All of the multiplexers and their associated circuitry are constructed identically. Thus, in the interest of drawing simplicity only the details of multiplexers U1 and U16 and their associated components are shown in FIGS. 7A and 7B. As can be seen each of the multiplexers includes 16 inputs. Each input is connected to a respective contact 50 of sensor/indicator means 32. Thus, each multiplexer input is either a respective field identifier, alphanumeric character or function when the unit 20 is in the data entry mode and, when the unit is in the test mode each inputs to the multiplexer is one of four answers to one of four questions. In particular, as can be seen the inputs to multiplexer U1 are provided at pins 16, 17, 18, 19, 20, 21, 22, 23, 1, 2, 3, 4, 5, 6, 7, and 8, respectively. In the test mode those input constitute answers 1, 2, 3 and 4 to question 1, answers 1, 2, 3, and 4 to question 2, answers 1, 2, 3, and 4 to question 3, and answers 1, 2, 3, and 4 to question 4, respectively. In the data entry mode the pins 16, 17, 18, 19 and so forth constitute the "Identification" field 200, the "Aptitude" field 244, the "Interest" field 246, and the "Report Option" field 214, and so forth, respectively.
Each of the contacts 50 is connected, via a resistor, to the +5 volt bias. The resistors are disposed in a network identified herein as R7. As discussed earlier each of the contacts 50 is arranged to be engaged by the grounded probe 60. Thus, when an answer/field/character or function is selected by engaging its contact 50 with the grounded probe 60 the associated pin of the multiplexer is brought to ground potential.
The multiplexers are arranged to be sequenced under the control of the microprocessor to enable the signals appearing at their inputs to be provided sequentially at their outputs for use by the microprocessor. In accordance with the preferred embodiment of this invention one multiplexer from the left hand side of the front panel and one multiplexer from the right hand side are accessed at the same time, with their corresponding inputs sequenced simultaneously. Thus, multiplexers U16 and U1 are sequenced simultaneously, followed by the sequencing of multiplexers U17 and U2, followed by the simultaneous sequencing of multiplexers U18 and U3, and thereafter followed by the simultaneous sequencing of multiplexers U19 and U4. The sequencing cycle then repeats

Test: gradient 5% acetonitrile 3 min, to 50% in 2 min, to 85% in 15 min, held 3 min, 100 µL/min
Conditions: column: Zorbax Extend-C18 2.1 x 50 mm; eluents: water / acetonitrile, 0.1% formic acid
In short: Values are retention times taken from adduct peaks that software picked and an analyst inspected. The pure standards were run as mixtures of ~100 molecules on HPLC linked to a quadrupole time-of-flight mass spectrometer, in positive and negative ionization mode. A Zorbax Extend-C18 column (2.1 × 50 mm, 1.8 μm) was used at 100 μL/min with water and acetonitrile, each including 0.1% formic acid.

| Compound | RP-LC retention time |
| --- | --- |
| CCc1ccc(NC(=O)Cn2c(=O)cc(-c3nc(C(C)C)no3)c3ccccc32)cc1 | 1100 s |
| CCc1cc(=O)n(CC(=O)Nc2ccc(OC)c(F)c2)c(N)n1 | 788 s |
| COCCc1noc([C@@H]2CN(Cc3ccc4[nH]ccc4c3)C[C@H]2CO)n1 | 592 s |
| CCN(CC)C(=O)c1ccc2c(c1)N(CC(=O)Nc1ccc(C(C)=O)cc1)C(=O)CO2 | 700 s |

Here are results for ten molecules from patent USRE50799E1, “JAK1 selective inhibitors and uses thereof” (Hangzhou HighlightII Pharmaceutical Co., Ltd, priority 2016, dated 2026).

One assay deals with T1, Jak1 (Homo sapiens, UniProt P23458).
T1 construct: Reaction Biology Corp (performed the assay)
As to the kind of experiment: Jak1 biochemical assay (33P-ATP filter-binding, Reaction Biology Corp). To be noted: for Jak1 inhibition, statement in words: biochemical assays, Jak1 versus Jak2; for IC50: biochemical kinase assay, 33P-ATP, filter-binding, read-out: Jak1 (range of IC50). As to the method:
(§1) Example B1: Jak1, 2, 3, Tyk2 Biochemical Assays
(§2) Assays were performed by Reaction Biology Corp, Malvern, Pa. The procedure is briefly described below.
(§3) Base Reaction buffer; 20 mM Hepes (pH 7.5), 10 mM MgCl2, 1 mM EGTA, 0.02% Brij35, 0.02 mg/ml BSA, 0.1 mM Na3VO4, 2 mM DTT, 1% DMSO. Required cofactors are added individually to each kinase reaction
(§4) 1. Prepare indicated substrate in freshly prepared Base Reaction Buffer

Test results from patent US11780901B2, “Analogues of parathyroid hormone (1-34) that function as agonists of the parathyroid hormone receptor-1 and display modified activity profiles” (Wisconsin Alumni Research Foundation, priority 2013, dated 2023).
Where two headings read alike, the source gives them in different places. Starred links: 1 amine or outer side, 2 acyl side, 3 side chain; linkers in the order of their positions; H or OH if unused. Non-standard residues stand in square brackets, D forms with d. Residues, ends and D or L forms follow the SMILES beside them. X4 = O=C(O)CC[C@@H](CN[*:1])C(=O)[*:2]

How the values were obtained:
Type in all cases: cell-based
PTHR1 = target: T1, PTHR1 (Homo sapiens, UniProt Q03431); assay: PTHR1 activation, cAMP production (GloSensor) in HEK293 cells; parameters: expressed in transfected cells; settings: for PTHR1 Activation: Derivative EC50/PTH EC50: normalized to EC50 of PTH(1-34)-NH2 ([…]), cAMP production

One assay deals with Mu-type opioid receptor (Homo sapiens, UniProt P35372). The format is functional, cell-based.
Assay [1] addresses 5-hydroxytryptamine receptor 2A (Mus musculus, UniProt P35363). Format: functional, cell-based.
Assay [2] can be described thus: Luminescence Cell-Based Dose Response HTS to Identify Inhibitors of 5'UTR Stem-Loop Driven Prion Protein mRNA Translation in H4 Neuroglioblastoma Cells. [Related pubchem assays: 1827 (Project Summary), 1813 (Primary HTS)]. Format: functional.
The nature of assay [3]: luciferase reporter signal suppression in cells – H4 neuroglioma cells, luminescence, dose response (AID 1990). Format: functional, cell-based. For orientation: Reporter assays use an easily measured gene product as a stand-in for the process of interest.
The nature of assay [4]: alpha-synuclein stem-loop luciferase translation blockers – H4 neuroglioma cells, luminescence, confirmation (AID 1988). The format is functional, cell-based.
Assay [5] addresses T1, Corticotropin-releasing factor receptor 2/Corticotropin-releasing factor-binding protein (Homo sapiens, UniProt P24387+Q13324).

The simultaneous sequencing of the multiplexers is effected under the control of "Enable" signals provided from a "Multiplexer Select Register" U6. As can be seen that register is a conventional integrated circuit Four Bit Latch of any suitable type, such as type SN7475 sold by Texas Instruments, Inc., and includes four input lines provided at pins 2, 3, 6, and 7, respectively, and eight output lines provided at pins 16, 15, 14, 10, 11, 9, and 8, respectively. The output signals which appear at those pins are EN0, EN0, EN1, EN1, EN2, EN2, and EN3, EN3, respectively. The EN0 signals are provided to pin 11 of each multiplexer U1 and U16, the EN1 signals are provided to pin 9 of each multiplexer U2 and U17, the EN2 signals are provided to pin 5 of multiplexer U3 and U18, and the EN3 signals are provided to pin 3 of each multiplexer U4 and U19. The input signals to the register U6 are provided at input pins 2, 3, 6 and 7, respectively, from the microprocessor and are designated as KBSEL0, KBSEL1, KBSEL2, and KBSEL3. These input signals select the multiplexers to be accessed.
The sequencing of each of the multiplexers to select which of the sixteen inputs is to be provided to its output is effected under the control of signals received from a Multiplexer Address Register U5. That register is also a conventional integrated circuit Four Bit Latch of any suitable type, such as type SN7475 sold by Texas Instruments, Inc. The register U5 provides multiplexer addressing output signals A, B, C, and D, on pins 1, 14, 11 and 8, respectively. The input signals to register U5 are provided on pins 2, 3, 6, and 7 from the microprocessor. The output signals A, B, C, and D, of U5 are provided to "Select" pins 11, 13, 14 and 15, respectively, of each of the multiplexers.